INTESTINAL WORM PREVENTION
Intestinal worms are nasty parasites that live out their lives in the digestive tract of a host (cat, dogs, etc). They can not only rob your pet of necessary nutrients, but can cause other damage and health concerns.
Most animals will become infected with internal parasites at some point in their life. They can be littered throughout your pet’s environment,and most infections occur due to the ingestion of the eggs, although they can be transferred from mothers to offspring via the placenta or milk.
There are four main types of intestinal worms:
Roundworms: A long, tubular, spaghetti shaped worm that can be seen with the naked eye. Their colour varies from white to a yellowish colour as the worm progresses through its life. Roundworms live in the animal’s intestines and consume partially digested food. They do cause irritation to the host and can result in such symptoms as vomiting, diarrhoea, ‘potbellies’, poor coat as well as slow growth, and even intestinal blockage in puppies.
Tapeworms: Flat, long and segmented, these are the most commonly known intestinal worms amongst the general public. They can be seen by the naked eye and are usually noticed by the white segments that are distributed in the animal’s faecal matter. The can cause abdominal pain, vomiting, weight loss as well as a severe itching around the anus.
Whipworms: Whip like in shape, these particular worms are long and thin, and unable to be identified by the naked eye. They live within the animal’s colon, attaching themselves to the wall of the intestines and feeding on tissue secretions. A normal occurrence from this feeding is that blood can seep from where the worm has burrowed into the intestines lining. When an animal has an infestation of whipworms, they can experience symptoms such as anaemia, weight loss, diarrhoea, lethargy and blood or mucus apparent on their stools.
Hookworm: Another horrible little parasite, hookworms have a head shaped like a hook which is used to attach to the wall of the animal’s intestines. There it feasts on the host’s blood. An infected dog may experience lethargy, weight loss, diarrhoea, bloody stools, and anaemia. Hookworms cannot be viewed by the naked eye and require a vet to diagnose them.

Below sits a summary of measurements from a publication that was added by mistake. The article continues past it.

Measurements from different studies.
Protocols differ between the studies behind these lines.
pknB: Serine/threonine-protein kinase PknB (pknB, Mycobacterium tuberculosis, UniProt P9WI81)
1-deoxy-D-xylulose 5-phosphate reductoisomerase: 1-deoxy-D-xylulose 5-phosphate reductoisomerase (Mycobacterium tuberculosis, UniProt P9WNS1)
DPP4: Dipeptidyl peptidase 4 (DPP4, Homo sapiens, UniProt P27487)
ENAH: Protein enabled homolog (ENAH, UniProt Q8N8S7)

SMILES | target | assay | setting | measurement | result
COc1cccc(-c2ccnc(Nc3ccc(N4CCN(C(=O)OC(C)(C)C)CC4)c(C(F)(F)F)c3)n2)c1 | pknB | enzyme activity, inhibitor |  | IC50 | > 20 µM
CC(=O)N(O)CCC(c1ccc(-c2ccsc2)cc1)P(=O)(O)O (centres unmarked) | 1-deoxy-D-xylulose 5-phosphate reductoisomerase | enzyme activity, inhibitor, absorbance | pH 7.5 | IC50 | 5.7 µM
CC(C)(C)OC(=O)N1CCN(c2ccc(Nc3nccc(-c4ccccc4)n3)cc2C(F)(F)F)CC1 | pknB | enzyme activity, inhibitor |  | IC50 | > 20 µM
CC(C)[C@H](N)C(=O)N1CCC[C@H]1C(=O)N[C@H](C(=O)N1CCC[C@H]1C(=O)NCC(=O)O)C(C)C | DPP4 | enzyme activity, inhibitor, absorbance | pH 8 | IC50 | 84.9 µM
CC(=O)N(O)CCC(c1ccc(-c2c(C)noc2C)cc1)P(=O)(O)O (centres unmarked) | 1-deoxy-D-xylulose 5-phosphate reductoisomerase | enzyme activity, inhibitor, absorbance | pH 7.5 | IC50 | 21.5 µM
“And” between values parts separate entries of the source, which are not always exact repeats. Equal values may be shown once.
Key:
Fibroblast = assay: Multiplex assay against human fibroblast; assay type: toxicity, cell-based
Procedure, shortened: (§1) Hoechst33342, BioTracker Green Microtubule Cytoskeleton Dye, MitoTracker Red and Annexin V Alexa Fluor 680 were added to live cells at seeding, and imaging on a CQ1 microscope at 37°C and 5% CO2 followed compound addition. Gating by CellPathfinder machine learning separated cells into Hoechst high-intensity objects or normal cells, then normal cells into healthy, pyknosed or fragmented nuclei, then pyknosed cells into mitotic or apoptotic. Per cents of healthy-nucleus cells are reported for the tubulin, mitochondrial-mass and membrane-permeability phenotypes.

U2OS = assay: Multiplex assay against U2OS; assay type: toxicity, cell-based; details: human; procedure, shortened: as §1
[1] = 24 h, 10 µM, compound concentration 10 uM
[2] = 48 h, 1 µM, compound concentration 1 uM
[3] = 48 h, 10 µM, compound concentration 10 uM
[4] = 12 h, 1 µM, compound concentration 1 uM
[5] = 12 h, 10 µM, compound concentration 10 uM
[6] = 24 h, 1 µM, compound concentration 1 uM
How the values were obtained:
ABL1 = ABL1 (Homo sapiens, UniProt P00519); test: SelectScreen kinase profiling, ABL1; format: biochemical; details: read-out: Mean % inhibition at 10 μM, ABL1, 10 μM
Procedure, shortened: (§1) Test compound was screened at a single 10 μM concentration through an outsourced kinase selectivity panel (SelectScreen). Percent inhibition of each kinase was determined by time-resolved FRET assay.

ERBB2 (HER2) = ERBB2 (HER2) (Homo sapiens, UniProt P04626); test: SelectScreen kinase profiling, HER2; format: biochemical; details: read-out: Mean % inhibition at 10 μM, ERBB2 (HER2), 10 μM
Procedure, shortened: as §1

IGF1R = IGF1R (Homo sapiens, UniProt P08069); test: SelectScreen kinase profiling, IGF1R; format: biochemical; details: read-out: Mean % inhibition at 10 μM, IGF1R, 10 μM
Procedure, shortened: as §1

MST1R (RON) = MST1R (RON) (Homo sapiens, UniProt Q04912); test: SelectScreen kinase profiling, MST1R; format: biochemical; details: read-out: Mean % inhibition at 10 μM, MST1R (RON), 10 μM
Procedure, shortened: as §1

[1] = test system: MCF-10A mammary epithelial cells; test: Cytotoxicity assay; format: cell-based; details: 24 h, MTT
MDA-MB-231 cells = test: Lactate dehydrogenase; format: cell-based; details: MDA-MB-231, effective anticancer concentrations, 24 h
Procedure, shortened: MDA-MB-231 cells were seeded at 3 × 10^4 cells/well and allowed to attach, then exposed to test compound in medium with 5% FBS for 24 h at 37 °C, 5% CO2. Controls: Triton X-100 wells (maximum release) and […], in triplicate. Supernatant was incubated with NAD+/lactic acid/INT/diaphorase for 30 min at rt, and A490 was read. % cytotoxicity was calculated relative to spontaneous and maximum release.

It is possible for humans to become infected with worms, transmitted from their pets.
Infants and small children are most susceptible as they have immature immune systems, and often have poor hygiene compared to adults. However, with the proper care, knowledge and practices in place, the probability of your family contracting parasitic worms from your pet is highly unlikely. There are many different forms of worming medications available for use. These can include tablets, palatable chews and topical solutions. With the wide range of products available, there will always be a worming medication that will suit your lifestyle.
The following suggestions can further help prevent intestinal worming infections:
Worming your pet regularly with the correct dose of worming medication for the weight of your animal.
Keep children away from areas that may be contaminated with pet faeces.
Prompt collection and disposal of pet faeces, especially in areas where children play in order to remove worm eggs from the environment before they can become a problem.
Chancellor Park Veterinary Surgery recommends the following worming regime for your pets:
Puppies should be wormed from 2 weeks of age, every 2 weeks until 12 weeks of age, then every month until 6 months of age.
Dogs should be wormed once every 3 months from 6 months of age.
Kittens should be wormed at 6, 8 and 12 weeks of age.
Cats should be wormed every 3 months from 12 weeks of age.
Please contact us for any further worming information, or should you require any assistance.